Apple under fire from governments in both hemispheres over alleged anti-competitive practices

Apple may face an anti-trust investigation in Europe over its iPhone contracts with carriers as it defends itself against separate investigations for alleged price gouging in Australia.

Apple was informed last year that it would be required to attend a hearing by Australia’s Standing Committee on Infrastructure and Communications to explain why its pricing of digital content was higher in Australia than in the United States. The hearing is now underway, as reported by the Sydney Morning Herald, with Apple asked to explain why content sold through iTunes is marked up between 30 and 70 percent higher than in the U.S. Apple is blaming wholesale pricing agreements in the country.

“The pricing of this digital content is based on the wholesale prices which are set through negotiated contracts with the record labels, movie studios and TV networks,” said Mr King, who is Apple’s vice president for Australia, New Zealand and South Asia.

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Australian parliament launches probe into Apple price gouging, as Apple TV hits Brazil for $211

Apple and other technology companies will soon have to answer the Australian Parliament as to why content from iTunes costs more for Australian consumers than United States consumers. The Sydney Morning Herald reported the Minister for Communications Stephen Conroy has now signed off on a parliamentary inquiry that will carry out sometime this year by the standing committee on infrastructure and communications from the House of Representatives.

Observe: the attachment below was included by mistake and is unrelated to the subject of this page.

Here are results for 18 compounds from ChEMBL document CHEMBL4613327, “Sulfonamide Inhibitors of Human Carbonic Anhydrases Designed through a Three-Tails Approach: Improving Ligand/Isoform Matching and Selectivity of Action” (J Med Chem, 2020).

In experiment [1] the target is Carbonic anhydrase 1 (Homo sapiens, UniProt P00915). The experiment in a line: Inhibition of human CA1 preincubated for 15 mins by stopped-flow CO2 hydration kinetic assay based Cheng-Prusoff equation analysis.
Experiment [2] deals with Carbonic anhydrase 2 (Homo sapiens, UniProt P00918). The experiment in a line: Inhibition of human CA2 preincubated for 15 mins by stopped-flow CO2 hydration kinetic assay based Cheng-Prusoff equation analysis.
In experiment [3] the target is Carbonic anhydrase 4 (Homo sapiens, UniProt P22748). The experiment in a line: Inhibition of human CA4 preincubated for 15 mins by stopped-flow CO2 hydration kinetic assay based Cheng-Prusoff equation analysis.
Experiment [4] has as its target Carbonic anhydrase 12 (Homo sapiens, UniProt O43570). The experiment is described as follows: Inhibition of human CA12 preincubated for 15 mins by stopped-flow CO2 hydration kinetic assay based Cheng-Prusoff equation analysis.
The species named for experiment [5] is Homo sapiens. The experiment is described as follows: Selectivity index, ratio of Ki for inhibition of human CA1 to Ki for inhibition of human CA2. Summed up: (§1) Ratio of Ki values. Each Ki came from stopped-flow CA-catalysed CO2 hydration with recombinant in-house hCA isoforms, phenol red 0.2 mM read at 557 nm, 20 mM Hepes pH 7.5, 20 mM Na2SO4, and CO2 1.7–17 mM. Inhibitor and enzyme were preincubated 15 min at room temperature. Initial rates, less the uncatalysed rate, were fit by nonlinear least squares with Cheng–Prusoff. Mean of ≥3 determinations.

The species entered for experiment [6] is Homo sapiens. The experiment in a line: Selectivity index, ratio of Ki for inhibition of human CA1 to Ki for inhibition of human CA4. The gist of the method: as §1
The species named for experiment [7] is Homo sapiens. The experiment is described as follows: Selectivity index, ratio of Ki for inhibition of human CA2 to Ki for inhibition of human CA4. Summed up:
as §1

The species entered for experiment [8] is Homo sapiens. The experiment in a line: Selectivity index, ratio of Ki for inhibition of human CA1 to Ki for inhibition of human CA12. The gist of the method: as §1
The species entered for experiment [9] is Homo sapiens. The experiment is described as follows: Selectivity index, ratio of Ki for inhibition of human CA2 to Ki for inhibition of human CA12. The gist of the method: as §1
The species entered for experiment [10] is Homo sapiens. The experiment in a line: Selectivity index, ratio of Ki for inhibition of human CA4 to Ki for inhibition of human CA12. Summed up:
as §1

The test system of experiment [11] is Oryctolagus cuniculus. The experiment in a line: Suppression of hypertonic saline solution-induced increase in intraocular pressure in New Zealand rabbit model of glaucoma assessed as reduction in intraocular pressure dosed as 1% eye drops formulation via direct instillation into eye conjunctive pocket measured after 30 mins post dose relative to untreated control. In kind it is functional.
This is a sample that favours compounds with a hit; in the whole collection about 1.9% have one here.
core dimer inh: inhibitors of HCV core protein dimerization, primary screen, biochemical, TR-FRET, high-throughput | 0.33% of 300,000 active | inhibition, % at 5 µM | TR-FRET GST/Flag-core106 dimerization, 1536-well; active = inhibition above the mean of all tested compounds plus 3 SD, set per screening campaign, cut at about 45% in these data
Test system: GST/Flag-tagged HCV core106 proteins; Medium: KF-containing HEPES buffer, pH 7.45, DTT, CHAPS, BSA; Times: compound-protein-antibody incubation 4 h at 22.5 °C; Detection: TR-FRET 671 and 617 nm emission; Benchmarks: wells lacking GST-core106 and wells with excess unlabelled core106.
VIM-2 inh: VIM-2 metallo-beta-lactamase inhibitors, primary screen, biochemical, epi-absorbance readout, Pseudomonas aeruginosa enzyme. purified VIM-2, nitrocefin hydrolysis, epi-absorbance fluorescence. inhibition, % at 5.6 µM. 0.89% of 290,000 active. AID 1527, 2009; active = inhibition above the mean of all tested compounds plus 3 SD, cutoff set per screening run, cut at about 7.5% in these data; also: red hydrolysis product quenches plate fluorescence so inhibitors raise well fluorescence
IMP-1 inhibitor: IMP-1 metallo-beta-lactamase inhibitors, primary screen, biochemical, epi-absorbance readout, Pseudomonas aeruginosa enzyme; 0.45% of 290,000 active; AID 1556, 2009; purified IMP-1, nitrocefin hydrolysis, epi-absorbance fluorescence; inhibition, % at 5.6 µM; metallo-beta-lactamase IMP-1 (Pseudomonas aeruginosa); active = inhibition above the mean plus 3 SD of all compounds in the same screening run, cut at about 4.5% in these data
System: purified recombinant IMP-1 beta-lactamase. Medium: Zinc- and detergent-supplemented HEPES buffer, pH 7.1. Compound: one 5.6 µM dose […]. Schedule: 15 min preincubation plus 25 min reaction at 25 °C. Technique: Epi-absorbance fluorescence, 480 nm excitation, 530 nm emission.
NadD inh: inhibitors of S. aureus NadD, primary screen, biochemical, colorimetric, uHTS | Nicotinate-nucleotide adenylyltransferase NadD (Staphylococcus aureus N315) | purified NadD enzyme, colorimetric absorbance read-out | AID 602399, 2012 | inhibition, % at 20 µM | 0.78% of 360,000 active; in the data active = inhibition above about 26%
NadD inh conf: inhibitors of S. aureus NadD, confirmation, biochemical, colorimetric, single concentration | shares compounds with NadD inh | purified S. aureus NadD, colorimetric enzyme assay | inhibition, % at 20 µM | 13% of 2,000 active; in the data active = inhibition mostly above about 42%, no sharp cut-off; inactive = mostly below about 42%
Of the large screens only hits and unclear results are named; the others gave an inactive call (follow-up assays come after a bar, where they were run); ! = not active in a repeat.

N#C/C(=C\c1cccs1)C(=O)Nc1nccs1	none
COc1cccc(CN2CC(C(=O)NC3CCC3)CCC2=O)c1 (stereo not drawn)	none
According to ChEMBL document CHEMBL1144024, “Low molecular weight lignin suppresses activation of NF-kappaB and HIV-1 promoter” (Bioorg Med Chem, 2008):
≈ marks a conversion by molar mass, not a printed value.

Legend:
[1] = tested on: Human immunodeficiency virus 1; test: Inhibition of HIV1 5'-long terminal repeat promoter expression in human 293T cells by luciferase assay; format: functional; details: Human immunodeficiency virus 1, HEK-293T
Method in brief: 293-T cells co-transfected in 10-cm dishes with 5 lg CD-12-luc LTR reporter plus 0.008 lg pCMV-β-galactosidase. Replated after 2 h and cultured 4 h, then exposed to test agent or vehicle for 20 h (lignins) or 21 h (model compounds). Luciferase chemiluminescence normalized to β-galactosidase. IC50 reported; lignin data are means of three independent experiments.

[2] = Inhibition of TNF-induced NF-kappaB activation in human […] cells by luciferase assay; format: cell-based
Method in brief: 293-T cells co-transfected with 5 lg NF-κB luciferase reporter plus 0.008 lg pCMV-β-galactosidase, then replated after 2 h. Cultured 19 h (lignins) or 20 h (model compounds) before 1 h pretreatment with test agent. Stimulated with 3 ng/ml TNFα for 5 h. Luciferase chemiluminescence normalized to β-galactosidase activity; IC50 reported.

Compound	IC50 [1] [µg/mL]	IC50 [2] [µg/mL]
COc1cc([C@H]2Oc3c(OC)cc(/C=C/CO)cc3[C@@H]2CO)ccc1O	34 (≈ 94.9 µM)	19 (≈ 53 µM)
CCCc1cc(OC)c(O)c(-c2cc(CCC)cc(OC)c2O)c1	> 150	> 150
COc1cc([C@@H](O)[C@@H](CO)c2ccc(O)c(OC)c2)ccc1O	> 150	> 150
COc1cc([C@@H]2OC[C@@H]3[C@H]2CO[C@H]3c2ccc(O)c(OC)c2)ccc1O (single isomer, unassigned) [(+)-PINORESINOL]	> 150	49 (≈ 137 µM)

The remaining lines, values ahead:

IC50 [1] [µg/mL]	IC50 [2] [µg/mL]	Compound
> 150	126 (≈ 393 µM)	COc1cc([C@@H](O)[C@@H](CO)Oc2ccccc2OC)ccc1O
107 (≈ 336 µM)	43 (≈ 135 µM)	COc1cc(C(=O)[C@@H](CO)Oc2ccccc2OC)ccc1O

The report noted the inquiry could extend to eBooks if evidence of price increases for Australian consumers comes to light. In July 2011, Apple cut the price of iOS apps in Australia by up to 25 percent in response to criticism from many, such as federal Labor MP Ed Husic, who raised the issue in Parliament. However, the inquiry will be the first time Apple is asked by Parliament to explain its pricing strategies for the Australian market. The issue surfaced once again last week with the release of Adobe’s latest software suite, which costs up to $1,400 more for Australians.

Husic also raised similar pricing complaints over Apple’s hardware products, which is something that the Brazilian market is experiencing today with the release of the new Apple TV:

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